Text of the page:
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Housed within a new building on the busier strip of Lockhart Road in Causeway Bay, Involtini is opened and operated by Jack Law, a local chef who spent years in Umberto Bombana’s kitchen handling pasta making duties. The elevator door opens to reveal the dining room, which boasts an open kitchen where the culinary actions are, equipped with a number of high chairs doubling as the chef’s table. The main dining area is occupied with L-shaped tables that allow little elbowroom for guests with snuggly-packed tables.
Involtini, or ‘stuffed rolls’ in Italian, offers a well-balanced menu from generously portioned starters to pastas and mains. We began our meal with cured rainbow trout. Presentation aside, the thinly-sliced cured fish is smoked lightly and topped with orange and grapefruit segments, offering zing and depth to make it a refreshing starter.
Pastas are a strong suit at Involtini, as most are freshly made in house and paired with proper pasta sauces that compliments the texture of the pasta itself. The signature squid ink tagliolini with half Boston lobster is delightfully citrusy with the aroma of orange in the pasta. The lobster was cooked to perfection, tender and juicy chunks that match well with the al dente fresh pasta.
Orecchiette with Italian sausage and homemade nduja is pleasantly spicy. The chili-spiked sauce clings well onto each piece of ear-shaped pasta, though not formed as traditionally as it should, the texture and tangy heat are just right.
The mains hold relatively less surprise to the pasta. Seared scallops with bottarga butter and black garlic sauce features tender scallops pan-fried until just golden, and the black garlic sauce offers sweetness to enhance the brininess of scallops.
The short rib and A5 wagyu sirloin is picture perfect. The sirloin, though slightly tough, was prepared well and medium-rare is the best way to enjoy it. The short rib, slow cooked until fork-tender, is succulent, although the jus is slightly over seasoned.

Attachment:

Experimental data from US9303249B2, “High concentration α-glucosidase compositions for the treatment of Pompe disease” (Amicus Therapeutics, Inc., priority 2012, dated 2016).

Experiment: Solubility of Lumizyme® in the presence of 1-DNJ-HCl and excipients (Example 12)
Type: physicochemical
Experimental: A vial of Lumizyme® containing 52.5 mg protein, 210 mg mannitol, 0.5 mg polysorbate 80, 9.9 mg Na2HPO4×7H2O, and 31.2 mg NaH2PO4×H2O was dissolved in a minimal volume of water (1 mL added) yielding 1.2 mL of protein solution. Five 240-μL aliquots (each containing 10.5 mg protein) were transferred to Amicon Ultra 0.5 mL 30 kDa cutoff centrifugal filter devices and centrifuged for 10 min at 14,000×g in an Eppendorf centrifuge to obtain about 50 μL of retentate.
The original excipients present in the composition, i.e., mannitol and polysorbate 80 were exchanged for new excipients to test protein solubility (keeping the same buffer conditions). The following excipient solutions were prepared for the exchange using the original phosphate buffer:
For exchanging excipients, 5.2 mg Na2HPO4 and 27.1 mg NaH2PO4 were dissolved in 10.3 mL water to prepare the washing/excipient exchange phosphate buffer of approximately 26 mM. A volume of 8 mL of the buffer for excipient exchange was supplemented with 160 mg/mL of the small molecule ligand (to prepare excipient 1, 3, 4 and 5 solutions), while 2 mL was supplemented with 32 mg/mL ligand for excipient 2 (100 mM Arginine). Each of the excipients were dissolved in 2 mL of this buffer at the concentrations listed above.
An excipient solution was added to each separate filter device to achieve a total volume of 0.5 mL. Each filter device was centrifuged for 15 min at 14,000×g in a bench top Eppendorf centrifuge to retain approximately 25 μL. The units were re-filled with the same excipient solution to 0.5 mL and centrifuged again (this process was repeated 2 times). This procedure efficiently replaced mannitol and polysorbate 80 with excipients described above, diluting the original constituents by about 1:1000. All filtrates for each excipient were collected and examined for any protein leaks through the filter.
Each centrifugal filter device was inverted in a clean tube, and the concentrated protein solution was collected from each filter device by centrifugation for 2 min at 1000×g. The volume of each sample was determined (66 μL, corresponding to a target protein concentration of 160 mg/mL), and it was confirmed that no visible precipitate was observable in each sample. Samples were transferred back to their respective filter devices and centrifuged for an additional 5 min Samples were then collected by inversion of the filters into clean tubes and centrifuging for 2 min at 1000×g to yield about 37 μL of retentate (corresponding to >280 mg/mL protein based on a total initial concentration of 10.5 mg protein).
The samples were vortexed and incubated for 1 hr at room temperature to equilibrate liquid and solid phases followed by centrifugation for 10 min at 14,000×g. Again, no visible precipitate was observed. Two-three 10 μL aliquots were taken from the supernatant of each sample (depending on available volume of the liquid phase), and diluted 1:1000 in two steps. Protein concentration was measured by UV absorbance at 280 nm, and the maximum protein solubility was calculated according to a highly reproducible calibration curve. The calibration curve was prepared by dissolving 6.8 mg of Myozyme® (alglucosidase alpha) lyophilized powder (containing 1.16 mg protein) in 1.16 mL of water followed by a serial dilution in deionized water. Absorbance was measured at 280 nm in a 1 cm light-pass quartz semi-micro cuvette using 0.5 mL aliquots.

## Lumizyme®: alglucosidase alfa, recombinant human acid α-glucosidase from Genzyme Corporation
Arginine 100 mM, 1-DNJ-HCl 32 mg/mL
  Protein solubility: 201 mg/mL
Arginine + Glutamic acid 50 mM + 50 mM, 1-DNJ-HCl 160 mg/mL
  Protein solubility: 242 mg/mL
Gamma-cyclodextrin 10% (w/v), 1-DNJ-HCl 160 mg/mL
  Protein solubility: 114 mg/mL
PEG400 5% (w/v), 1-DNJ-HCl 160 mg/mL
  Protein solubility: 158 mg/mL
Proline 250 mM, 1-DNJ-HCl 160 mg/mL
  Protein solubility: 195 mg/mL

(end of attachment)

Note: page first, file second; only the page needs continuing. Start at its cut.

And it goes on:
While savoury dishes excel at Involtini, desserts are relatively weak, as the dessert duo takes a store-bought vanilla gelato paired with tiramisu that was too light on the coffee. The yoghurt panna cotta suffered with an unlikely addition of diced green apple.
With a short one-page wine list featuring a few by the glass option for wines, we felt that whites are more fitting for our meal. The Pinot Grigio IGT Sant’Elena from Italy is floral on the nose, with a dry, full body that stands up against seafood dishes like the lobster pasta. The Chateau la Rose Bellevue Tradition Blanc 2013 is punchy on aromas of melon and stone fruits, followed by citrus the and a sweet touch at the end, a white wine that marries well with seafood as well as fish dishes.
The service at Involtini is attentive and friendly. At peak dinner hours service, or the lack thereof, may occur but the staff are well trained to offer sound suggestions and portion control for guests, together with some basic wine pairing information. It is wise to ask the staff for daily recommendations or off-menu items at the time of reservation.
A full dinner for two with one glass of wine each amounts to slightly less than HK$1,500. The ambiance and wine selection of Involtini may not be top-notch, however the quality and execution of the dishes, particularly pastas, shows promise that matches the same calibre as some of the top fine-dining establishments.